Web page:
Brian Cox stars in "RED," available on dvd from MAGNOLIA. The trailer to the film is actually much better than the film, even though it (unfortunately) gives too much away. Brian Cox stars as Avery Ludlow, an amiable guy, whom, when not dropping by the small town supply store he owns, is complacent sitting back on a chair by the lake, fishing, with his beloved dog, "Red", by his side.
Unfortunately, one day, shortly after the film begins, Avery is set upon by three really despicable teens, with nothing but crime on their minds, and Red is killed in a brutal, senseless act. The rest of the film follows Avery's plight for justice, ultimately having to take matters into his own hands. The acting, by all, including Tom Sizemore, is fantastic. The direction, even with "TWO" directors, TWO!) is uneven and even sluggish at times.
The biggest problem with "RED" lies in the script's decision to convey too much with subtlety about Avery's tortured past. While this may have worked in the original source material, it just doesn't fit at all with the story as told here. The horrors that plagued Avery, should've been completely left out, and the film would've felt much tighter and generally better. There are other narrative problems as well, a major one, having to do with a journalist.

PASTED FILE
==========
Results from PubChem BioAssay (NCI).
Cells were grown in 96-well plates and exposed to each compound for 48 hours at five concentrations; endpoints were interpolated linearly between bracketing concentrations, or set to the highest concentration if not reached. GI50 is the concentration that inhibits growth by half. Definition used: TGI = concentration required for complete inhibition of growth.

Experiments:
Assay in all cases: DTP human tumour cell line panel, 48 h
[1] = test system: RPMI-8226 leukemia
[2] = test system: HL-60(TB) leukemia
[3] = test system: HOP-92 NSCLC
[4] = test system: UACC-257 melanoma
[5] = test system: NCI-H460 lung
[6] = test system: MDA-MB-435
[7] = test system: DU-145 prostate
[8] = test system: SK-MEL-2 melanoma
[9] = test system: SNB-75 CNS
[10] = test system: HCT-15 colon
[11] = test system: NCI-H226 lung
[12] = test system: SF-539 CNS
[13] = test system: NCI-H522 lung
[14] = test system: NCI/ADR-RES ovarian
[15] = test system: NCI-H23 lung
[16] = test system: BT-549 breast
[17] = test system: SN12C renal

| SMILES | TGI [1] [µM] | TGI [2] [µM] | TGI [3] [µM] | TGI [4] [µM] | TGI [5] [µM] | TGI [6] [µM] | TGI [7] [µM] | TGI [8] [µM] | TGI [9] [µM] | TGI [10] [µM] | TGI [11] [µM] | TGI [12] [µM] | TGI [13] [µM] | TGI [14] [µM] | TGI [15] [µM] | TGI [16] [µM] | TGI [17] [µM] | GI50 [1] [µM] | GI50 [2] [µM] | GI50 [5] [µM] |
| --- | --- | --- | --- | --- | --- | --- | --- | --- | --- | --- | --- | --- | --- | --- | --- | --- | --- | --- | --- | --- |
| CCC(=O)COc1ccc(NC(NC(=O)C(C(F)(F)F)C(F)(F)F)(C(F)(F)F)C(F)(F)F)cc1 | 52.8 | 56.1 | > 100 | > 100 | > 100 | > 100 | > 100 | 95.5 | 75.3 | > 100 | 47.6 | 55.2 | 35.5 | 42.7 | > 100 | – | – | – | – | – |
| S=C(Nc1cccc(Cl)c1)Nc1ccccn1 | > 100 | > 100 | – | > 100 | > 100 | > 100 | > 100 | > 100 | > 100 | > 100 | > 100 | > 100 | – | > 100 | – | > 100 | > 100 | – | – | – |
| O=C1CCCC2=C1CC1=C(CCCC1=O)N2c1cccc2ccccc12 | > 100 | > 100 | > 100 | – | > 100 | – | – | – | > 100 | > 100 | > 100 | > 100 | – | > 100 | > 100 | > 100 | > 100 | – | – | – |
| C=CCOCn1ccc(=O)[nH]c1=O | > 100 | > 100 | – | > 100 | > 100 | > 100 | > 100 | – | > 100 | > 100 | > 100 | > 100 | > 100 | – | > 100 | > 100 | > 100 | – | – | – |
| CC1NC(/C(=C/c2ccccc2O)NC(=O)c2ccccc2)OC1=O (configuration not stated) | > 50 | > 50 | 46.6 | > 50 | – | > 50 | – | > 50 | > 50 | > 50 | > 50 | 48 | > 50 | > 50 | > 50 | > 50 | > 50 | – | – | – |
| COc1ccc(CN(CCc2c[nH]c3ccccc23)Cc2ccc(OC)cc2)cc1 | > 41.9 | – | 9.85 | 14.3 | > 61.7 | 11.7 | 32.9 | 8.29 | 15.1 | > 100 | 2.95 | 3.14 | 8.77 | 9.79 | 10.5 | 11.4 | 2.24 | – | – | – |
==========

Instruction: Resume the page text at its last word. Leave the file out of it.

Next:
Ultimately, "RED" is worth watching due to Brian Cox's performance. However, there's just not enough else impressive about the film to highly recommend it.
MAGNOLIA FILMS has provided the correct 1.78:1 aspect ratio for this 16:9 enhanced release. Many have criticized the transfer and colors as being too drab, but the dvd looks close to the same quality as the recently aired "HIGH DEF" satellite debut of the film on HDNET(owned by the same owner of MAGNOLIA) While colors don't scream out "vivid," they're adequate. There are some artifacts popping up, but detail is impressive throughout. Contrast is adequate, although lacking some detail in darkest scenes.
MAGNOLIA has provided a Dolby Digital 5.1 mix. It's surprisingly more active than this modestly budgeted, low-key atmosphere, would suggest. Discrete and ambient effects are aplenty, and add to the film. Unfortunately, the heavy-handed, uneven direction provides some silly effect moments too, as when Avery is feeling a piece of children's playground equipment, and we hear the distance voice of a child's past, and.....it's just too heavy-handed.
An interview with Cox is included as well as some brief, deleted scenes(all of which are unnecessary.)